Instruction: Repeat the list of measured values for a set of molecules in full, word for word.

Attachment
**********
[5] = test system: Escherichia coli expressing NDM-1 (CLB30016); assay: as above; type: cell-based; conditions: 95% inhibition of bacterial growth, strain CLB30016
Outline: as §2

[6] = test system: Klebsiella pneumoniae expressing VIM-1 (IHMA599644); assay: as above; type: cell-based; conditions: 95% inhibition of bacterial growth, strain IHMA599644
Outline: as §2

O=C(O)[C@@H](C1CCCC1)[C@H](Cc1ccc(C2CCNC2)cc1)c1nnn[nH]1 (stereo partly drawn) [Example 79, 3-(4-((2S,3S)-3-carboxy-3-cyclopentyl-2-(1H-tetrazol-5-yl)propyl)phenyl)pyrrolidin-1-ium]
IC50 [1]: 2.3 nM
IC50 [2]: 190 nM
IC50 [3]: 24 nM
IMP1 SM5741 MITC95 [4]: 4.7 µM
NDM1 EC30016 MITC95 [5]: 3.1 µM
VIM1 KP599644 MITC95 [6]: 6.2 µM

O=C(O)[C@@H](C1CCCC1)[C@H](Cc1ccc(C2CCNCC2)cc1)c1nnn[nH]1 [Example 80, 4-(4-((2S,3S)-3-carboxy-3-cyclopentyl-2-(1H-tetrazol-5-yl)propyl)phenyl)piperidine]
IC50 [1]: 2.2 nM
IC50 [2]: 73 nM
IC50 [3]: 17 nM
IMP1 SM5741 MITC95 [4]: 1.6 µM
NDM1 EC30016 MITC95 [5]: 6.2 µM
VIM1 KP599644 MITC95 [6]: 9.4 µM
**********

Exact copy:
[5] = test system: Escherichia coli expressing NDM-1 (CLB30016); assay: as above; type: cell-based; conditions: 95% inhibition of bacterial growth, strain CLB30016
Outline: as §2

[6] = test system: Klebsiella pneumoniae expressing VIM-1 (IHMA599644); assay: as above; type: cell-based; conditions: 95% inhibition of bacterial growth, strain IHMA599644
Outline: as §2

O=C(O)[C@@H](C1CCCC1)[C@H](Cc1ccc(C2CCNC2)cc1)c1nnn[nH]1 (stereo partly drawn) [Example 79, 3-(4-((2S,3S)-3-carboxy-3-cyclopentyl-2-(1H-tetrazol-5-yl)propyl)phenyl)pyrrolidin-1-ium]
IC50 [1]: 2.3 nM
IC50 [2]: 190 nM
IC50 [3]: 24 nM
IMP1 SM5741 MITC95 [4]: 4.7 µM
NDM1 EC30016 MITC95 [5]: 3.1 µM
VIM1 KP599644 MITC95 [6]: 6.2 µM

O=C(O)[C@@H](C1CCCC1)[C@H](Cc1ccc(C2CCNCC2)cc1)c1nnn[nH]1 [Example 80, 4-(4-((2S,3S)-3-carboxy-3-cyclopentyl-2-(1H-tetrazol-5-yl)propyl)phenyl)piperidine]
IC50 [1]: 2.2 nM
IC50 [2]: 73 nM
IC50 [3]: 17 nM
IMP1 SM5741 MITC95 [4]: 1.6 µM
NDM1 EC30016 MITC95 [5]: 6.2 µM
VIM1 KP599644 MITC95 [6]: 9.4 µM